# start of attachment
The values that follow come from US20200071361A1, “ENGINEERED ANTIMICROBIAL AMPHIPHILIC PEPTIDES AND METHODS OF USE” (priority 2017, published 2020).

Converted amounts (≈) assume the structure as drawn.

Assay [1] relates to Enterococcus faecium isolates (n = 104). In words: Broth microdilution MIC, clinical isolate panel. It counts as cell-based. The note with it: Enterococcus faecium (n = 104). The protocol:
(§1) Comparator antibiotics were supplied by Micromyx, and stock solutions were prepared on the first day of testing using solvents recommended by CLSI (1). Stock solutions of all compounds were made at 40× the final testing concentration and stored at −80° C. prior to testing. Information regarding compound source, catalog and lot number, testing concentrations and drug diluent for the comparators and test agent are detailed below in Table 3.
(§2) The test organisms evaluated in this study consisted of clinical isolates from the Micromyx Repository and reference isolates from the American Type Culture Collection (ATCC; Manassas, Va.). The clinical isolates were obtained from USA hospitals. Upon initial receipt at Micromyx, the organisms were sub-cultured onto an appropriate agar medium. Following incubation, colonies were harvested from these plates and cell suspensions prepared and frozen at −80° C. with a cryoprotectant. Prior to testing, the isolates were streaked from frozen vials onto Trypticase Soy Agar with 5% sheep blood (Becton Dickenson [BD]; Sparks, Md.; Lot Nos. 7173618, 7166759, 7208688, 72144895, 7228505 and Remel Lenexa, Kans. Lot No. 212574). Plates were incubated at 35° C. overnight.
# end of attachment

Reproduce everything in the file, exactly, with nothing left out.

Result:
The values that follow come from US20200071361A1, “ENGINEERED ANTIMICROBIAL AMPHIPHILIC PEPTIDES AND METHODS OF USE” (priority 2017, published 2020).

Converted amounts (≈) assume the structure as drawn.

Assay [1] relates to Enterococcus faecium isolates (n = 104). In words: Broth microdilution MIC, clinical isolate panel. It counts as cell-based. The note with it: Enterococcus faecium (n = 104). The protocol:
(§1) Comparator antibiotics were supplied by Micromyx, and stock solutions were prepared on the first day of testing using solvents recommended by CLSI (1). Stock solutions of all compounds were made at 40× the final testing concentration and stored at −80° C. prior to testing. Information regarding compound source, catalog and lot number, testing concentrations and drug diluent for the comparators and test agent are detailed below in Table 3.
(§2) The test organisms evaluated in this study consisted of clinical isolates from the Micromyx Repository and reference isolates from the American Type Culture Collection (ATCC; Manassas, Va.). The clinical isolates were obtained from USA hospitals. Upon initial receipt at Micromyx, the organisms were sub-cultured onto an appropriate agar medium. Following incubation, colonies were harvested from these plates and cell suspensions prepared and frozen at −80° C. with a cryoprotectant. Prior to testing, the isolates were streaked from frozen vials onto Trypticase Soy Agar with 5% sheep blood (Becton Dickenson [BD]; Sparks, Md.; Lot Nos. 7173618, 7166759, 7208688, 72144895, 7228505 and Remel Lenexa, Kans. Lot No. 212574). Plates were incubated at 35° C. overnight.